Rajapaksa invites Karunanidhi, Jayalalitha to Sri Lanka (Lead)

January 28th, 2009 - 4:16 am ICT by IANS  

Colombo, Jan 28 (IANS) Sri Lankan President Mahinda Rajapaksa told India’s visiting External Affairs Minister Pranab Mukherjee that he has invited Tamil Nadu Chief Minister M. Karunanidhi and AIDMK leader J. Jayalalitha to visit Sri Lanka to persuade the Tamil Tiger rebels to lay down their arms and enter into the democratic mainstream.Mukherjee, accompanied by Foreign Secretary Shivshankar Menon arrived in Bandaranaike International Air Port at Katunayake, 28 km north of Colombo, in a special plane from New Delhi late Tuesday and held talks only with President Rajapaksa, before returning home the same day.

“After our conversation, President Rajapaksa was good enough to extend a personal invitation to an all-party delegation from Tamil Nadu led by Chief Minister Karunanidhi and (opposition leader) Jayalalitha to see for themselves the situation on the ground and to persuade the LTTE (Liberation Tigers of Tamil Eelam) to lay down arms and join the democratic mainstream,” Mukherjee told Indian journalist here shortly before midnight Tuesday.

The Indian minister, who made an unscheduled visit to Colombo Tuesday said the humanitarian situation in the northern war-zone came up for discussion and President Rajapaksa assured him that his government would minimise the civilian sufferings.

“We also reviewed the humanitarian situation as a result of the conflict. The Sri Lankan government has reassured that they would respect the safe zones and minimise the effects of conflict on Tamil civilians,” he said, adding that India intends to continue its relief supply to the affected civilians.

When asked whether there would be a ceasefire in Sri Lanka (between the government and LTTE) as a result of his visit, Mukherjee said: “Our basic purpose is to help civilians to reduce their plight and to ensure their safety and security.”

Answering a question whether he would ask the Tamil Nadu chief minister, who has been demanding for an immediate ceasefire in Sri Lanka and resumption of peace talks, to consider the proposal of the Sri Lankan President, Mukherjee replied: “He has extended an invitation and I will communicate it to the chief minister.”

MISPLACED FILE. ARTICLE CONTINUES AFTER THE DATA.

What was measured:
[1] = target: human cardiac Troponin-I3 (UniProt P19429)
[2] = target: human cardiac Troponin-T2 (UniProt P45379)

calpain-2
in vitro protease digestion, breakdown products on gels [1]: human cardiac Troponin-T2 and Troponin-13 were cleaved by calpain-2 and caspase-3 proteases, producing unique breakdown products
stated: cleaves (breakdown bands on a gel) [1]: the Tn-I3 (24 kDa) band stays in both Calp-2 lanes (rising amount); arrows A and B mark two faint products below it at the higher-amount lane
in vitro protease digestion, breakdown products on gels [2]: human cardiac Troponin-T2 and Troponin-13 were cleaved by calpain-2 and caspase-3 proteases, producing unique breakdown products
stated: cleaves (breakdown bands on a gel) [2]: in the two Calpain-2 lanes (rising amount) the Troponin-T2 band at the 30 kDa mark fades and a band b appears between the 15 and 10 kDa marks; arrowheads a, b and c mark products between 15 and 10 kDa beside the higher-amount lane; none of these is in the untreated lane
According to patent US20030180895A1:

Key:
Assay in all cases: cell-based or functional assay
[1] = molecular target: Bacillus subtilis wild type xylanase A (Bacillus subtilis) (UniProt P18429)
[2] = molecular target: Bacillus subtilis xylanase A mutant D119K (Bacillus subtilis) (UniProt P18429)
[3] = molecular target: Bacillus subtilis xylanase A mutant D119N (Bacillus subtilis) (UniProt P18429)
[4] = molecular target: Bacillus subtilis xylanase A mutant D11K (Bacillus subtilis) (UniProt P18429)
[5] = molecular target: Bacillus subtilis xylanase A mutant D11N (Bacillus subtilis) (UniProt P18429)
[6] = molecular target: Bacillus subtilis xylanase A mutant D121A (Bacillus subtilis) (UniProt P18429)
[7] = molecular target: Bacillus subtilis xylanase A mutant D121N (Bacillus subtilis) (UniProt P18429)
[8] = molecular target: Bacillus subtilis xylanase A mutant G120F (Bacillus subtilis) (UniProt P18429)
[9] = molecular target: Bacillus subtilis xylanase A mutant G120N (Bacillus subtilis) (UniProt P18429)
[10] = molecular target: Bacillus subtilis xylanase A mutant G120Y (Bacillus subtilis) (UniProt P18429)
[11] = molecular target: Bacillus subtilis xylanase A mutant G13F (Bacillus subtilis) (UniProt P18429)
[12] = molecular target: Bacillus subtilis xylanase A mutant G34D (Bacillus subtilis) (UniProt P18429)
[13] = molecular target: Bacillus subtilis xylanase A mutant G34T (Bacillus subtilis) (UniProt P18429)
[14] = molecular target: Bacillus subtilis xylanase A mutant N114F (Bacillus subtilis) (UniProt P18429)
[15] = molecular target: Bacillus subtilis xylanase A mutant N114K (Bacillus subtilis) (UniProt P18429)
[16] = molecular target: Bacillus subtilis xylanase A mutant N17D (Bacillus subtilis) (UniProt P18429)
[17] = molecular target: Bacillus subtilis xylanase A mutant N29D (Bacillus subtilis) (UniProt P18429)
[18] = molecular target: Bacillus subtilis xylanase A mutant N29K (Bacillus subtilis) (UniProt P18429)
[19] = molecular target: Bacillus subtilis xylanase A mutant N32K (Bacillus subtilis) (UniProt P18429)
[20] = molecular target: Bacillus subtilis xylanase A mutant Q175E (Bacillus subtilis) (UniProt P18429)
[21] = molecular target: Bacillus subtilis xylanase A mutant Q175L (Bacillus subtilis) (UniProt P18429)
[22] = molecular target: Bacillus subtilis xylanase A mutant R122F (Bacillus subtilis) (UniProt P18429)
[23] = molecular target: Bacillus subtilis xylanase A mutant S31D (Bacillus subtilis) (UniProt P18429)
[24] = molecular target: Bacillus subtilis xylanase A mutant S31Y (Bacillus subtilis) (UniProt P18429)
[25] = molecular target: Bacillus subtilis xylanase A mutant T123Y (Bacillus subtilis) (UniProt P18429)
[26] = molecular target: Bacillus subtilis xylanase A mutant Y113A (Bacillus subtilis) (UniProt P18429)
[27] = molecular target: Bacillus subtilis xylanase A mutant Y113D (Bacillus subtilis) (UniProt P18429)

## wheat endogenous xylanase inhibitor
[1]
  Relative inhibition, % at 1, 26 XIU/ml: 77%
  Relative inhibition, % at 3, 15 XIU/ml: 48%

He said President Rajapaksa has assured him that it was his intention to move as quickly as possible to implement the 13th Amendment of the Sri Lankan Constitution, which followed the India-Sri Lanka agreement of 1987 and expressed his readiness “to explore the possibility of going further and improving upon those devolution proposals”.

“I stressed that military victories offer a political opportunity to restore life to normalcy in the northern province and throughout Sri Lanka, after 23 years of conflict. The President assured me that this was his intent,” he said.

“We will work together with the Government of Sri Lanka to enable all Sri Lankans, and particularly the Tamil community who have borne the brunt of the effects of the conflict, to lead normal lives as soon as possible,” Mukherjee added.

Claiming that India-Sri Lanka relations were “developing strongly”, Mukherjee said the discussions also covered recent developments in Sri Lanka, the entire gamut of bilateral relations and regional issues of mutual interest.

“For our part, I expressed our readiness to participate in the reconstruction of northern Sri Lanka so as to overcome the ravages of war and also to lay the economic and political foundations of a strong peace in which all communities feel comfortable,” he said, stressing that both the governments would work together in these areas.

There was, however, no immediate word from President Rajapaksa’s office regarding the Indian minister’s visit here.

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